Thinking About Dolphins

What are the dimensions of dolphin intelligence? In seeking the answer, scientists are learning volumes about the animals' abilities

04-01-1994 // Mark Wexler

Wearing sunglasses to conceal his eyes, Louis Herman stands next to a large outdoor tank not far from the hustle of Waikiki Beach and waves his arms like a symphony conductor. "Is the Frisbee in the water?" he asks with his hands, using a modified form of American Sign Language. A few feet away, a bottlenose dolphin correctly responds by pushing a paddle for "yes."

Herman gestures again, telling the dolphin to take the Frisbee and place it on top of a surfboard. There's just one problem: There is no surfboard in the tank. The animal swims over and grabs the Frisbee in its mouth, pauses for a moment, then carries it to a second floating paddle, which she pushes to signify "no."

The dolphin is telling Herman that she can respond to his first request by picking up the Frisbee, but not the second because there is no surfboard. In effect, the animal has thought through the problem and reacted appropriately. "She hasn't been trained to do this." says the University of Hawaii psychologist. "It's a spontaneous response."

Another clever Honolulu tourist attraction? Hardly. Even Hawaii residents are unlikely to have heard of the university's Kewalo Basin Marine Mammal Laboratory, where for the past 23 years Herman and a staff of graduate students and Earthwatch volunteers have repeatedly challenged captive bottlenose dolphins to solve a wide range of problems.

To scientists who concern themselves with questions about animal intelligence, however, the work at Kewalo Basin is recognized as the most thorough research ever conducted on the ability of dolphins to comprehend simple language. "It has revolutionized the way we think about dolphins by giving us new insight into their memories and learning abilities," says Kenneth Norris, a University of California, Santa Cruz, biologist and one of the world's leading authorities on dolphins and other marine mammals.

Intelligence, maintains Herman, is a matter of flexibility-adjusting to new situations. Rather than only studying what dolphins can do in their own environment, the researcher is also attempting to find out what they can do in conditions that are totally foreign to their natural lives. "We're trying to map out the dimensions of their intelligence," he says, "so we can better understand what it's like cognitively to be a dolphin."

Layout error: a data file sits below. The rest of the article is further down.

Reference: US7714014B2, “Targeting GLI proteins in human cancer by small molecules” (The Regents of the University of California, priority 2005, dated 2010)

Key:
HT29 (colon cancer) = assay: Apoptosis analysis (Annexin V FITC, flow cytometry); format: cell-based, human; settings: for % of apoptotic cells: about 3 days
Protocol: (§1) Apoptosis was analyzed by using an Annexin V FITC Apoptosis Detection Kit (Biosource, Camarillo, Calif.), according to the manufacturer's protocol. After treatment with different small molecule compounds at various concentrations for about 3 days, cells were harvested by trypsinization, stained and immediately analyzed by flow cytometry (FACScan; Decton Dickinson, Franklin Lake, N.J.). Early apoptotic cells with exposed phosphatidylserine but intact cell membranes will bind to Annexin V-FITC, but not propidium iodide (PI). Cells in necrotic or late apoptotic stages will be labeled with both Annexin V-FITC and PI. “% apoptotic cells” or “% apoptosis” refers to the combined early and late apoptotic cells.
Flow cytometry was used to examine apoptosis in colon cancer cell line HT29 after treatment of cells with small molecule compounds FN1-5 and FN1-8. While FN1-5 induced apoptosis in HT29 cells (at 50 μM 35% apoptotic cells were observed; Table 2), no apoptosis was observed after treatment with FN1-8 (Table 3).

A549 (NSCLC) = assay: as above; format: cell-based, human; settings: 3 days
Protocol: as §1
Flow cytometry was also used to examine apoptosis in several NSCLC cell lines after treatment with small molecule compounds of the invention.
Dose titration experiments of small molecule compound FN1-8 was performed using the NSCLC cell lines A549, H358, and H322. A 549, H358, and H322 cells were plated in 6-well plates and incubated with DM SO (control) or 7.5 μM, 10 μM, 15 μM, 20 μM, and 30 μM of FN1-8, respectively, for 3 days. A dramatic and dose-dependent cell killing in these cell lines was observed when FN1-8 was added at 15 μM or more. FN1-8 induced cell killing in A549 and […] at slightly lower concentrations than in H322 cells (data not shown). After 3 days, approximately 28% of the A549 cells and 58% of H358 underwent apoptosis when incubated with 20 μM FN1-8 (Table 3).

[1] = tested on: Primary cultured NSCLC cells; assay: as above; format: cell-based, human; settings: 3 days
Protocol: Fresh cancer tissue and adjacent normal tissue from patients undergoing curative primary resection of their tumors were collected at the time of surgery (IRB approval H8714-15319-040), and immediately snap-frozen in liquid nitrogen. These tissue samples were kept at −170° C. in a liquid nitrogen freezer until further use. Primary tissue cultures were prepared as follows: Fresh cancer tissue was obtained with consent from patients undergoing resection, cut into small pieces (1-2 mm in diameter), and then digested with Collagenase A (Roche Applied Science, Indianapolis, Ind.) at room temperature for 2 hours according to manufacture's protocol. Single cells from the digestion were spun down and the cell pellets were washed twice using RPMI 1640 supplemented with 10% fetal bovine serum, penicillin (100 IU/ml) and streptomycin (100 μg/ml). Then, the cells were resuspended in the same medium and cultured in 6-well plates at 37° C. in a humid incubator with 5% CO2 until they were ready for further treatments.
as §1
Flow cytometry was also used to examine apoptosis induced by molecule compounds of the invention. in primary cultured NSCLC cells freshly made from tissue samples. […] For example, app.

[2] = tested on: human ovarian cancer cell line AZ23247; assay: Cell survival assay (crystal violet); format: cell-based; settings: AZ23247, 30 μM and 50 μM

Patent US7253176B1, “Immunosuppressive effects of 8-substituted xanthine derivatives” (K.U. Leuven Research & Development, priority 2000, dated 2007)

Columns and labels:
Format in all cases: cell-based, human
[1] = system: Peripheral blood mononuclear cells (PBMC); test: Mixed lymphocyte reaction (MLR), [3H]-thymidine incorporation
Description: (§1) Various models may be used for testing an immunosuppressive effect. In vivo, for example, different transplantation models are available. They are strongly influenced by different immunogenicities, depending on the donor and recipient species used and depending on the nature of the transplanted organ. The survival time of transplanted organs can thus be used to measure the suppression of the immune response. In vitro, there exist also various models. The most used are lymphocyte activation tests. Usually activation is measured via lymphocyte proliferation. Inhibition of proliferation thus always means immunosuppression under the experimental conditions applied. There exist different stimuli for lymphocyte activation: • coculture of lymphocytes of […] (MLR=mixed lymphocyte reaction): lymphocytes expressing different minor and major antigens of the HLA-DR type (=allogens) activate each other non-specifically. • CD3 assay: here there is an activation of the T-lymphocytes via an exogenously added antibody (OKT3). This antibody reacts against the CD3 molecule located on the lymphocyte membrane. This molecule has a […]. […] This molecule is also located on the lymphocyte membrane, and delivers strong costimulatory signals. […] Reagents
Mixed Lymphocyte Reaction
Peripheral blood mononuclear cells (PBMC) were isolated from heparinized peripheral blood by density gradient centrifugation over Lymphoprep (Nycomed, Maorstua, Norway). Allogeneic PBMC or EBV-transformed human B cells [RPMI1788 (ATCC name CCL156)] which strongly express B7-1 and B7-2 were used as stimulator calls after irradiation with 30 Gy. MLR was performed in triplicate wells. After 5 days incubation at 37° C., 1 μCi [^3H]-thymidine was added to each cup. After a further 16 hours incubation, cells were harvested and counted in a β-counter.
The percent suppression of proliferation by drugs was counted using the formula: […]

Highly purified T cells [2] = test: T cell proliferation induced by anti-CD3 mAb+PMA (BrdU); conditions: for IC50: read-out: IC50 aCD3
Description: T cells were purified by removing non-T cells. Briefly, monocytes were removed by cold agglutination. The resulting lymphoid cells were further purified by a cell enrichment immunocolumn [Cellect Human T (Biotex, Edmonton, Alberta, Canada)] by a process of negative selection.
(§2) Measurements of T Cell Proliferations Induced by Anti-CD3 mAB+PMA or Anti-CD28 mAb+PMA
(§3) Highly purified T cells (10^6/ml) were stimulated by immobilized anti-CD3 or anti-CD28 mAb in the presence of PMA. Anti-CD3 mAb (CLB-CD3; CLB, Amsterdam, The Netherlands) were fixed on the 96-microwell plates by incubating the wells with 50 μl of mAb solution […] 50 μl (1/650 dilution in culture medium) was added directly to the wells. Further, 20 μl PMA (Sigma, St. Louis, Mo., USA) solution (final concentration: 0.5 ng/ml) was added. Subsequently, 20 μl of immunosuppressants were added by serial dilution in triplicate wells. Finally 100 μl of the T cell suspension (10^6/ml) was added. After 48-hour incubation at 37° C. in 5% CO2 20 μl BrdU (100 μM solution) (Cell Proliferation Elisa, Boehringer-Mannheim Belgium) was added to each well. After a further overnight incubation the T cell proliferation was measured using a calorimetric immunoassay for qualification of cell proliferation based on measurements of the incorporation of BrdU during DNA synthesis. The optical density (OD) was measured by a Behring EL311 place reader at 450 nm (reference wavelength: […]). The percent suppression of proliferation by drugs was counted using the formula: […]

Herman is using language comprehension to help map out that intelligence. He has demonstrated that dolphins can understand not only a complex vocabulary but also syntax, or word order-a basic rule of sentence formation that constitutes language as humans define the term. Two dolphins have learned a vocabulary of about 50 words, which Herman and his staff use to construct more than 1,000 different commands given in sentences with as many as five words. Each command produces an unrehearsed response, involving the animals' understanding of word order.

"Syntax is what tells us that a venetian blind is not a blind Venetian," says Herman. In the tests he administers, the dolphins have to take into account both word meaning and word sequence. And almost without fail, the animals have demonstrated consistently that they can distinguish between such commands as "get the Frisbee and take it to the surfboard" and "get the surfboard and take it to the Frisbee."

When a dolphin responds in a spontaneous way to one of Herman's commands, it may be a signal that the creature is thinking on a level humans would call "conscious"- an idea that challenges some traditional notions about the capabilities of most animals.

"Scientists have tended to cling to the conservative assumption that all animal behavior is unconscious, but recent studies like those of Lou Herman have made it more and more difficult to minimize animal versatility," says Donald Griffin, a Harvard Museum of Comparative Zoology biologist who has written three books on animal awareness. "The precursors of language are evident throughout the animal kingdom," adds Kenneth Norris.

In the wild, dolphins emit a variety of sounds. These include a range of echolocation clicks, which the animals can vary to identify objects in the water-the so-called dolphin sonar system. Studies by the U.S. Navy have found that using its sonar, a dolphin can accurately locate a 3-inch sphere nearly 400 yards away.

"We think the echolocation image is very well developed in a dolphin's brain, similar to a visual image," says Herman. When a dolphin locates through its sonar an object that it can't yet see, adds Kewalo Basin researcher Adam Pack, "it probably can determine what that object will actually look like."

Among the world's 33 dolphin species, herds sometimes number more than 1,000 strong. In such groups, researchers have documented complex social systems that include forming cooperative defenses against threatening sharks, "babysitting" other animals' young, and females creating lasting bonds with their offspring. To communicate with each other, the animals produce a medley of whistlelike sounds.

A few years ago, Peter Tyack, a biologist at Woods Hole Oceanographic Institution on Cape Cod, Massachusetts, invented a device that enables researchers to determine which dolphin in a group is vocalizing at any point in time. Known as the vocalight, the harmless device illuminates a set of light-emitting diodes when the animal wearing it whistles. Studying captive animals, Tyack has found that when dolphins swim together, at least half of the sounds that each creature produces are distinct signature whistles that identify the sender to the other members of the group.

Studies also indicate that the creatures can vary the length or pitch of their signature whistles. "As far as we know," says Herman, "marine mammals like dolphins are the only animals that modify what they say in response to what they hear." When stressed, for instance, a dolphin may alter its signature whistle to alert its companions: "I'm over here and I need assistance."